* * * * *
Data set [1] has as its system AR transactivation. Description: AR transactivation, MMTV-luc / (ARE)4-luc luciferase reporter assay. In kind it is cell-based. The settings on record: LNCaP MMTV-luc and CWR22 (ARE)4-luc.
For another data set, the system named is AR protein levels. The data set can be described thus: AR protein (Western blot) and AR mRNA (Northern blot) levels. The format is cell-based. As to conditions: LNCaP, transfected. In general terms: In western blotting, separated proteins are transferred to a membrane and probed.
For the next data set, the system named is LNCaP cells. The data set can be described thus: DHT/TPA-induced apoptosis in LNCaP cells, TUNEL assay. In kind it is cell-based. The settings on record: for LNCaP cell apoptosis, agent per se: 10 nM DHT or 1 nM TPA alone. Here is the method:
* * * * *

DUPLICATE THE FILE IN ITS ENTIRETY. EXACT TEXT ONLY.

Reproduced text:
Data set [1] has as its system AR transactivation. Description: AR transactivation, MMTV-luc / (ARE)4-luc luciferase reporter assay. In kind it is cell-based. The settings on record: LNCaP MMTV-luc and CWR22 (ARE)4-luc.
For another data set, the system named is AR protein levels. The data set can be described thus: AR protein (Western blot) and AR mRNA (Northern blot) levels. The format is cell-based. As to conditions: LNCaP, transfected. In general terms: In western blotting, separated proteins are transferred to a membrane and probed.
For the next data set, the system named is LNCaP cells. The data set can be described thus: DHT/TPA-induced apoptosis in LNCaP cells, TUNEL assay. In kind it is cell-based. The settings on record: for LNCaP cell apoptosis, agent per se: 10 nM DHT or 1 nM TPA alone. Here is the method: